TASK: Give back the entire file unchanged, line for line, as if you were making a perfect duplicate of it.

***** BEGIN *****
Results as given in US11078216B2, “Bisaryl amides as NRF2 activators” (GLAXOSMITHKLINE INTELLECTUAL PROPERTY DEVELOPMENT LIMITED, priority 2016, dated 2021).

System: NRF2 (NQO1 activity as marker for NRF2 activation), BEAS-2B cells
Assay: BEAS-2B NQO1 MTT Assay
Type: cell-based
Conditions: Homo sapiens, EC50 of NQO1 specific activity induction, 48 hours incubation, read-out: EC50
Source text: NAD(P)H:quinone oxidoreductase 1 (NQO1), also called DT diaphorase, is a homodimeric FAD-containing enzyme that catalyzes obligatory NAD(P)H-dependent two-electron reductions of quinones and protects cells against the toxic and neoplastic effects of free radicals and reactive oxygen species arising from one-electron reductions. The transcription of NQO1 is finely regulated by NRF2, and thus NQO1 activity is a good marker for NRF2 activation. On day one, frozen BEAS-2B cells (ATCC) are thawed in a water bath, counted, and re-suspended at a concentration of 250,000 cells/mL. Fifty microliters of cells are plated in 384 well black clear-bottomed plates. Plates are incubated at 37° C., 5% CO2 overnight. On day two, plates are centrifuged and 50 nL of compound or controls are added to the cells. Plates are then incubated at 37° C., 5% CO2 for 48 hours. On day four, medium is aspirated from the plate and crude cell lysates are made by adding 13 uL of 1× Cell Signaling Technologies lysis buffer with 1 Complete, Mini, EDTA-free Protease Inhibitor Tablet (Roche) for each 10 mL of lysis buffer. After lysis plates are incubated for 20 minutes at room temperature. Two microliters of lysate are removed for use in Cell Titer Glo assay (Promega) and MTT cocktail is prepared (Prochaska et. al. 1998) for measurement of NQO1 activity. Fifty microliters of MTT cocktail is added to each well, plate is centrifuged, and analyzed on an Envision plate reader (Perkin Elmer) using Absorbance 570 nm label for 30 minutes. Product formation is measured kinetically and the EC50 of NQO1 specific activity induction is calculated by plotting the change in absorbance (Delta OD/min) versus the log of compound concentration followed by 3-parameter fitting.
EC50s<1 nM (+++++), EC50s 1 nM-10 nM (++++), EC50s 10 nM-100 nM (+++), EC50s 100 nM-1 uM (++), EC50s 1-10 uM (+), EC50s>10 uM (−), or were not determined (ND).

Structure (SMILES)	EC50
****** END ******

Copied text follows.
Results as given in US11078216B2, “Bisaryl amides as NRF2 activators” (GLAXOSMITHKLINE INTELLECTUAL PROPERTY DEVELOPMENT LIMITED, priority 2016, dated 2021).

System: NRF2 (NQO1 activity as marker for NRF2 activation), BEAS-2B cells
Assay: BEAS-2B NQO1 MTT Assay
Type: cell-based
Conditions: Homo sapiens, EC50 of NQO1 specific activity induction, 48 hours incubation, read-out: EC50
Source text: NAD(P)H:quinone oxidoreductase 1 (NQO1), also called DT diaphorase, is a homodimeric FAD-containing enzyme that catalyzes obligatory NAD(P)H-dependent two-electron reductions of quinones and protects cells against the toxic and neoplastic effects of free radicals and reactive oxygen species arising from one-electron reductions. The transcription of NQO1 is finely regulated by NRF2, and thus NQO1 activity is a good marker for NRF2 activation. On day one, frozen BEAS-2B cells (ATCC) are thawed in a water bath, counted, and re-suspended at a concentration of 250,000 cells/mL. Fifty microliters of cells are plated in 384 well black clear-bottomed plates. Plates are incubated at 37° C., 5% CO2 overnight. On day two, plates are centrifuged and 50 nL of compound or controls are added to the cells. Plates are then incubated at 37° C., 5% CO2 for 48 hours. On day four, medium is aspirated from the plate and crude cell lysates are made by adding 13 uL of 1× Cell Signaling Technologies lysis buffer with 1 Complete, Mini, EDTA-free Protease Inhibitor Tablet (Roche) for each 10 mL of lysis buffer. After lysis plates are incubated for 20 minutes at room temperature. Two microliters of lysate are removed for use in Cell Titer Glo assay (Promega) and MTT cocktail is prepared (Prochaska et. al. 1998) for measurement of NQO1 activity. Fifty microliters of MTT cocktail is added to each well, plate is centrifuged, and analyzed on an Envision plate reader (Perkin Elmer) using Absorbance 570 nm label for 30 minutes. Product formation is measured kinetically and the EC50 of NQO1 specific activity induction is calculated by plotting the change in absorbance (Delta OD/min) versus the log of compound concentration followed by 3-parameter fitting.
EC50s<1 nM (+++++), EC50s 1 nM-10 nM (++++), EC50s 10 nM-100 nM (+++), EC50s 100 nM-1 uM (++), EC50s 1-10 uM (+), EC50s>10 uM (−), or were not determined (ND).

Structure (SMILES)	EC50